Addressing the media here, he said: "The team that plays good cricket over five days will win. I fully believe if we play good cricket - we have the players, we have the ability - if we take 20 wickets and make runs, we can win this match."
That could be construed as stating the obvious. But he went on to say: "That there's no hype (about India's prospects) is a good thing."
An encouraging weather forecast for the World Test Championship final at The Oval in south London - England's oldest international cricketing venue, where the first Test was held in 1880 - has provided a psychological boost to the Indian team, confronted as they are with the challenge of having to compete at the climax of cricket's most prestigious championship without the benefit of match practice in English conditions.
It was a wet spring; so, there is the likelihood of residual moisture on the pitch. On the other hand, the recent and anticipated sunshine could dry the track, without quite hardening it to generate disconcerting bounce. Last week in the England versus Ireland Test at Lord's, north of the British capital's River Thames, the wicket eased into a somewhat flat surface from the second day onwards.
India are handicapped by the unavailability of Jasprit Bumrah, K.L. Rahul and Rishabh Pant due to injuries. At the same time, it's clear that five batsmen, an all-rounder, a wicket-keeper and four bowlers will constitute the playing XI.
Speculation over who will stand behind the stumps is perhaps fanciful, since K.S. Bharat is not only a better exponent with the gloves than Ishan Kishan, but has played at the highest level, that too, against Australia, whereas his Kishan is yet to make the grade.
Noticeably, Kishan batted extensively at the nets at The Oval on Sunday, while the veteran Ajinkya Rahane surprisingly didn't do so at all.
However, the question remains as to whether the line-up will have four fast bowlers or two spinners. If the former, then Ravichandran Ashwin is likely to be dropped. If otherwise, then the tour think-tank will have to choose between Umesh Yadav and Shardul Thakur.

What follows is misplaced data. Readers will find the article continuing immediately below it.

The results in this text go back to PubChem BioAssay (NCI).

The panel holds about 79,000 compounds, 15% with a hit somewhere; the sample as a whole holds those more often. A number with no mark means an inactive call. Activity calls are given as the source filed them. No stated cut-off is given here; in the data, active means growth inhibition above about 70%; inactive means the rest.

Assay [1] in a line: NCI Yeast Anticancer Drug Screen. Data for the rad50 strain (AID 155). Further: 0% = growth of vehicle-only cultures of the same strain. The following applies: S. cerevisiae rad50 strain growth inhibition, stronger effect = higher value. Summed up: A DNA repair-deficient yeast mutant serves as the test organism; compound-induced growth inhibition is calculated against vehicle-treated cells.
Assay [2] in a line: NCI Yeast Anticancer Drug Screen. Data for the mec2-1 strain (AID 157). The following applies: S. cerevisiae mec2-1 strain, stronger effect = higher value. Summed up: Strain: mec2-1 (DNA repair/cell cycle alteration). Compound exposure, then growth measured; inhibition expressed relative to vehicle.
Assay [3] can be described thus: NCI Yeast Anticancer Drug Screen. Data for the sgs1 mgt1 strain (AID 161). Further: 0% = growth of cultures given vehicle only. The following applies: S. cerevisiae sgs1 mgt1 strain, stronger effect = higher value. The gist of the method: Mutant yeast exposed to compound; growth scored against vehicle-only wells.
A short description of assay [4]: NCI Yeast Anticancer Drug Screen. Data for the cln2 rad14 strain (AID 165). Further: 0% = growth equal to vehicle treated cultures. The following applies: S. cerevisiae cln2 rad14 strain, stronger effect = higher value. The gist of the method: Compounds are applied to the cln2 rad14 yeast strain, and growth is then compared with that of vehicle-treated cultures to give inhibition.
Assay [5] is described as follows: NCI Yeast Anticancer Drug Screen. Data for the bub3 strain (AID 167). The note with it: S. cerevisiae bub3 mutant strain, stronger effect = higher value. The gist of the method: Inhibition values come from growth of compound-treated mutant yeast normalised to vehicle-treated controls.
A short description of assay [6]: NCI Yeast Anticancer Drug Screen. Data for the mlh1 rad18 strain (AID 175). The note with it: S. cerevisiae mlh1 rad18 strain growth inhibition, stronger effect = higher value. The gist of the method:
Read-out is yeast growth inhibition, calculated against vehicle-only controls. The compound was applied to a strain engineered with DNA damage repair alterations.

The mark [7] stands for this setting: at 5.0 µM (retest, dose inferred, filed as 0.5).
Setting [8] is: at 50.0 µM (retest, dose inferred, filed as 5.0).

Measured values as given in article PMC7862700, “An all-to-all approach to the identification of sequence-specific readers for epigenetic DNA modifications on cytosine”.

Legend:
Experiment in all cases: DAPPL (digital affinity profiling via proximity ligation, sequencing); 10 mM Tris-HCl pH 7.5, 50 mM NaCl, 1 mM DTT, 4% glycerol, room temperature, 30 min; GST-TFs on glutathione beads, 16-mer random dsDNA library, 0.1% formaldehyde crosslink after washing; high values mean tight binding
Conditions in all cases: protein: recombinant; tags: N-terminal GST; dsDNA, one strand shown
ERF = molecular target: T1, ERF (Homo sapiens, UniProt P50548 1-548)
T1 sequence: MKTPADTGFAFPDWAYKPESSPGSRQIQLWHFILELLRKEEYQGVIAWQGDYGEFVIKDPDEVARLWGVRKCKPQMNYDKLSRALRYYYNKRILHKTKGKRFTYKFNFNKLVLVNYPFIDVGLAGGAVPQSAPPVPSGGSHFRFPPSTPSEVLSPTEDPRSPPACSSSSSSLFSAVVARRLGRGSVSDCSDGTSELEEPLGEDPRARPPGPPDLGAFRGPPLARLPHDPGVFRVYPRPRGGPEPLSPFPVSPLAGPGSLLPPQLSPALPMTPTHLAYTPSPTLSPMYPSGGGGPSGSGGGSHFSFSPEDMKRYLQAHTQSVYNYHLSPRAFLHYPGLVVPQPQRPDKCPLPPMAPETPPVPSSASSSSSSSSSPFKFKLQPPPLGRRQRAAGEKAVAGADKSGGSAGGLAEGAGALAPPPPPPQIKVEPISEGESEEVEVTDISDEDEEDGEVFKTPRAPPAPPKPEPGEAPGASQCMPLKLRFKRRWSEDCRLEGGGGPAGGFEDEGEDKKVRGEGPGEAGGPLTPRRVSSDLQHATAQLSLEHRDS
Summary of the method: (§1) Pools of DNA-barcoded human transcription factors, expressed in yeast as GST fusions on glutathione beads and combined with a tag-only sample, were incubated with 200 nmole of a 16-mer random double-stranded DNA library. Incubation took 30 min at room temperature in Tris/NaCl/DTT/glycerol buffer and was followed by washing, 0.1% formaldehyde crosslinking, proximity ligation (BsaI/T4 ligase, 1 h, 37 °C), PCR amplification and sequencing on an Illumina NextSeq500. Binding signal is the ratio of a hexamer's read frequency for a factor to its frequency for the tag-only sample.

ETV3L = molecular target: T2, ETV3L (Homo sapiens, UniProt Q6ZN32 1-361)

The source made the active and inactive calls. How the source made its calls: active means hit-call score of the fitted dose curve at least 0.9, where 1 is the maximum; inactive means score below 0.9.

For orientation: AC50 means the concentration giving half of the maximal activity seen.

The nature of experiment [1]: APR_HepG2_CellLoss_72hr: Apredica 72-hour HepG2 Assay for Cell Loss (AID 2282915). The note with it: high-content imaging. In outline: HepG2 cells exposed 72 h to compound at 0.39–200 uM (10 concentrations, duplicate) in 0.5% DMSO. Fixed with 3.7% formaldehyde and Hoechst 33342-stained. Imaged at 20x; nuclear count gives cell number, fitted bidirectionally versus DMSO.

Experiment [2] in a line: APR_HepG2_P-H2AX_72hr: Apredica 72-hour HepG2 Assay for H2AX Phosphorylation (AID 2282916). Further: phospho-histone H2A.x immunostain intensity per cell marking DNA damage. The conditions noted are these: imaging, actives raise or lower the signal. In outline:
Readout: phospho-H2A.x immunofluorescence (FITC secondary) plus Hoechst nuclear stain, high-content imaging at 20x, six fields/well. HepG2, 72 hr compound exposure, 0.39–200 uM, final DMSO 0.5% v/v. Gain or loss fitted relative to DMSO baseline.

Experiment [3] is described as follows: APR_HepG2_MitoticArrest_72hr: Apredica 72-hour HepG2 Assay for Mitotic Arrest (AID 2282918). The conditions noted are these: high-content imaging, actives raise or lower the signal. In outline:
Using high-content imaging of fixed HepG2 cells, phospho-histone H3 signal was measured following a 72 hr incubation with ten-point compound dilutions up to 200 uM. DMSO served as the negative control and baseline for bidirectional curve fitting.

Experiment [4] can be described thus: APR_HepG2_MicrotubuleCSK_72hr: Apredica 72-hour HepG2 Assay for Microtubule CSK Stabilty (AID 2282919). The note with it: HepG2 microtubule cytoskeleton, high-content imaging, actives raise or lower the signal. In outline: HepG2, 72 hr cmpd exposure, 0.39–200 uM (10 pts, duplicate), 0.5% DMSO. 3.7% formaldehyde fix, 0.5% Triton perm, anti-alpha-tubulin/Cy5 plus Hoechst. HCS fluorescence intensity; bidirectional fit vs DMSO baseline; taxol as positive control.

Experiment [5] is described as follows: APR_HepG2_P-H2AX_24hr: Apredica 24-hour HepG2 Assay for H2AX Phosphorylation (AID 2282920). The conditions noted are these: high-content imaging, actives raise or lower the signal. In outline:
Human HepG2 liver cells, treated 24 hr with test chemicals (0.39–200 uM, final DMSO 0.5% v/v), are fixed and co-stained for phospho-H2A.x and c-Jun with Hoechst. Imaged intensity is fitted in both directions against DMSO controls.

Even in an environment unfavourable to him, as in the previous WTC final at Southampton in 2021, Ashwin impressed with his economy and wicket-taking ability. Also, with four left-handers among Australia's batsmen, an off-spinner like Ashwin should be an asset.
In contrast, Yadav only really comes into his own with reverse swing; and while Thakur is more effective when the ball moves in the air and exhibited a fine all-round display against England at The Oval two years ago, his form in the recently-concluded IPL was disappointing.
Talking about the Test a couple of years ago, India won the match to take a 2-1 lead in the series, only to lose the re-scheduled final Test at Edgbaston last year, where the visitors' somewhat one-dimensional attack in the absence of Ashwin failed to close the contest.
Australia, the most successful cricket-playing nation, are formidable opponents anywhere and at any time. While the Indians were earlier practising at the idyllic Duke of Norfolk's estate in Arundel in Sussex, the Aussies were doing likewise at Beckenham in Kent.
On Sunday, they announced that paceman Josh Hazelwood has not sufficiently recovered from a side strain. This could mean in-swing bowler Scott Boland, who averages 13.42 with the ball in Tests, will join captain Pat Cummins and Mitchell Starc to form a trio of specialist quick bowlers, with all-rounder Cameron Green as the fourth option.
The Indian vice-captain, Cheteshwar Pujara, who has been among the runs for Sussex in the county championship, will be the only Indian with match practice on English pitches leading up to the WTC final. Among the Australians, the same would be true of Steve Smith and Marcus Labuchange.
Openers often hold the key to a side's overall batting stability. In this case, Indian skipper Rohit Sharma, who was dominant during the last tour of England, but was short of runs in the IPL, and the promising Shubhman Gill are not short of talent. But they are likely to be tested in the early overs by the pace of Cummins and Starc operating with the Duke ball with its more pronounced seam; and therein would hinge a critical element of the match.
Mohammed Shami and Mohammed Siraj indicated excellent rhythm in the IPL, which, if replicated, could reap the rewards. Besides, Ravindra Jadeja - as he showed in the home series against Australia in February-March - has returned from his injury a rebooted bowler; and should in theory trouble right-handers.
(Senior cricket writer Ashis Ray is a broadcaster and author of the book 'Cricket World Cup: The Indian Challenge')
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